That's what they believe and they believe it (well, used to believe it) because of sales statistics generated by computers.
It is that belief on the part of editors and publishers that rigidified the genre structure and proved to be such an obstacle to those of us writing SF/Romance, Fantasy/Romance, SF-Fantasy, and so on.
For an editor, to publish books that fail in the marketplace is to lose a job. In judging whether to buy a Manuscript or not, the editor is using a very personal criterion -- will I lose my job over this? Better safe than sorry -- therefore genre is defined by what is excluded rather than by what is included.
A werewolf story that consists of one bedroom scene after another has the structure of a romance which (was at that time) EXCLUDED from SF/F imprints. A Romance that has the EXCLUDED horror element of a werewolf in it (no matter how handsome, gentle, kind, and tormented) was excluded from the Romance imprints.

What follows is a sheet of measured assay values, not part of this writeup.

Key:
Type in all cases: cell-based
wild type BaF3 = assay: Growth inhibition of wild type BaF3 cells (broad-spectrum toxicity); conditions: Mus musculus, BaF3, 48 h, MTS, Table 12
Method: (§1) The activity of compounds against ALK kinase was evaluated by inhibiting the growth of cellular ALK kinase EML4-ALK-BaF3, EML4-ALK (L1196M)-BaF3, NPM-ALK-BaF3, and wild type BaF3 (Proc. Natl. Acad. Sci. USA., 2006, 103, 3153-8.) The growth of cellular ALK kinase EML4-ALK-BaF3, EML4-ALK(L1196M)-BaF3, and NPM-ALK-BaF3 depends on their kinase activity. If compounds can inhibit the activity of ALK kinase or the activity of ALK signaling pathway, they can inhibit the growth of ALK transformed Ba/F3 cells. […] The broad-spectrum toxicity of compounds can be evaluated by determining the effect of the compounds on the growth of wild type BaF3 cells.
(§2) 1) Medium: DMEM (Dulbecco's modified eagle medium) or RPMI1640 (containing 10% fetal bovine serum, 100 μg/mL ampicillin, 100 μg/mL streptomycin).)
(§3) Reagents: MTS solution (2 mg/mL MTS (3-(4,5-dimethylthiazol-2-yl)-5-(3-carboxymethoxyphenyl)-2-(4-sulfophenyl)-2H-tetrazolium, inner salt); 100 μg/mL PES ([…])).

So what happened? I told this romance writer to get the story out of the bedroom and narrate directly some of the action that took place offstage, get the woman involved, etc. She did and it sold -- but HER FANS (romance readers) went after that book. Publishers noticed the sales stats in the computers. New writers began to imitate her.
Now that wasn't the first time such a thing happened. A number of SF writers moonlight as Romance or Mystery writers and vice-versa. Authors write different genres under different names.
But now, as readers have demanded changes, publishers have begun to shift what has to be excluded in order to qualify as this or that genre.
The changes are enabled by the Web and forums and Lists and newsgroups. Publishers are getting feedback now the way fanzine publishers used to - fast, and direct.